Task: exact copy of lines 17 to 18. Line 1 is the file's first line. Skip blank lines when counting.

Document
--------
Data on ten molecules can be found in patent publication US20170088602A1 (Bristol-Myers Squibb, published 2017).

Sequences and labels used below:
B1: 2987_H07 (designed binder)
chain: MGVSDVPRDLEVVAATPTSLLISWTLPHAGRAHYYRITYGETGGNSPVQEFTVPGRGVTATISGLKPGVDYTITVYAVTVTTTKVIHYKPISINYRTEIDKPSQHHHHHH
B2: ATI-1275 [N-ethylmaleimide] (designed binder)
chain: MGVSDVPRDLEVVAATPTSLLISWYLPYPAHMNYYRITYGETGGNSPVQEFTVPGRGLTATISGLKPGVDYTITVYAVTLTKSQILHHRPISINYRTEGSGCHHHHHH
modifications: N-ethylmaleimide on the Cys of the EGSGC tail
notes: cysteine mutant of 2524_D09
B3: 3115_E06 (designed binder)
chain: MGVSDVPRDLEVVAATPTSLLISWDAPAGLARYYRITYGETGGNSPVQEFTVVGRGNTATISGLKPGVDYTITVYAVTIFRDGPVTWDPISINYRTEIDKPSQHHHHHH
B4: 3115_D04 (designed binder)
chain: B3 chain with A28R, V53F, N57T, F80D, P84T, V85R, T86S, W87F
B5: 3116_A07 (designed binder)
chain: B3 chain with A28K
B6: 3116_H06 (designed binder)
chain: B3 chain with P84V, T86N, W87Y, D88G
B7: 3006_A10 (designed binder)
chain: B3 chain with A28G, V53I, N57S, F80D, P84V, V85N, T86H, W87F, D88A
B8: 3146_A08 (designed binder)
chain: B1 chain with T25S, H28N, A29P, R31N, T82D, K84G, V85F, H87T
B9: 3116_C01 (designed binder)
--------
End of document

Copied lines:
B7: 3006_A10 (designed binder)
chain: B3 chain with A28G, V53I, N57S, F80D, P84V, V85N, T86H, W87F, D88A